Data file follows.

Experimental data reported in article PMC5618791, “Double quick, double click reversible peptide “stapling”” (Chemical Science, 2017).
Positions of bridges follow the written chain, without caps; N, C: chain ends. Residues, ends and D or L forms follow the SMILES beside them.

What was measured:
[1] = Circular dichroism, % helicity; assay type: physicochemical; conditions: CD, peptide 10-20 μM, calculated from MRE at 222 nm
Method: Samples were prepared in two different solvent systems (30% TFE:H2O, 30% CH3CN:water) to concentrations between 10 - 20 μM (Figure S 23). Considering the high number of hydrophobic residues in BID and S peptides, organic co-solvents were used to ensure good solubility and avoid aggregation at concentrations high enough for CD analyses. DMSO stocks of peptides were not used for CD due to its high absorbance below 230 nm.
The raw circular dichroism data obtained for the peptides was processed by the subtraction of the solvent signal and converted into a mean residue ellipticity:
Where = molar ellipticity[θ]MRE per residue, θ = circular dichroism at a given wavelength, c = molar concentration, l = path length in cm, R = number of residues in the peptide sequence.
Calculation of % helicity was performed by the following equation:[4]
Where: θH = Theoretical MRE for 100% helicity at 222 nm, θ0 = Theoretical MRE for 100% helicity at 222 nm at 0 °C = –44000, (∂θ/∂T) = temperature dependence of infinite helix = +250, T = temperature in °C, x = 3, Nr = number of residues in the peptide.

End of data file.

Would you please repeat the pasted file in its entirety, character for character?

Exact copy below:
Experimental data reported in article PMC5618791, “Double quick, double click reversible peptide “stapling”” (Chemical Science, 2017).
Positions of bridges follow the written chain, without caps; N, C: chain ends. Residues, ends and D or L forms follow the SMILES beside them.

What was measured:
[1] = Circular dichroism, % helicity; assay type: physicochemical; conditions: CD, peptide 10-20 μM, calculated from MRE at 222 nm
Method: Samples were prepared in two different solvent systems (30% TFE:H2O, 30% CH3CN:water) to concentrations between 10 - 20 μM (Figure S 23). Considering the high number of hydrophobic residues in BID and S peptides, organic co-solvents were used to ensure good solubility and avoid aggregation at concentrations high enough for CD analyses. DMSO stocks of peptides were not used for CD due to its high absorbance below 230 nm.
The raw circular dichroism data obtained for the peptides was processed by the subtraction of the solvent signal and converted into a mean residue ellipticity:
Where = molar ellipticity[θ]MRE per residue, θ = circular dichroism at a given wavelength, c = molar concentration, l = path length in cm, R = number of residues in the peptide sequence.
Calculation of % helicity was performed by the following equation:[4]
Where: θH = Theoretical MRE for 100% helicity at 222 nm, θ0 = Theoretical MRE for 100% helicity at 222 nm at 0 °C = –44000, (∂θ/∂T) = temperature dependence of infinite helix = +250, T = temperature in °C, x = 3, Nr = number of residues in the peptide.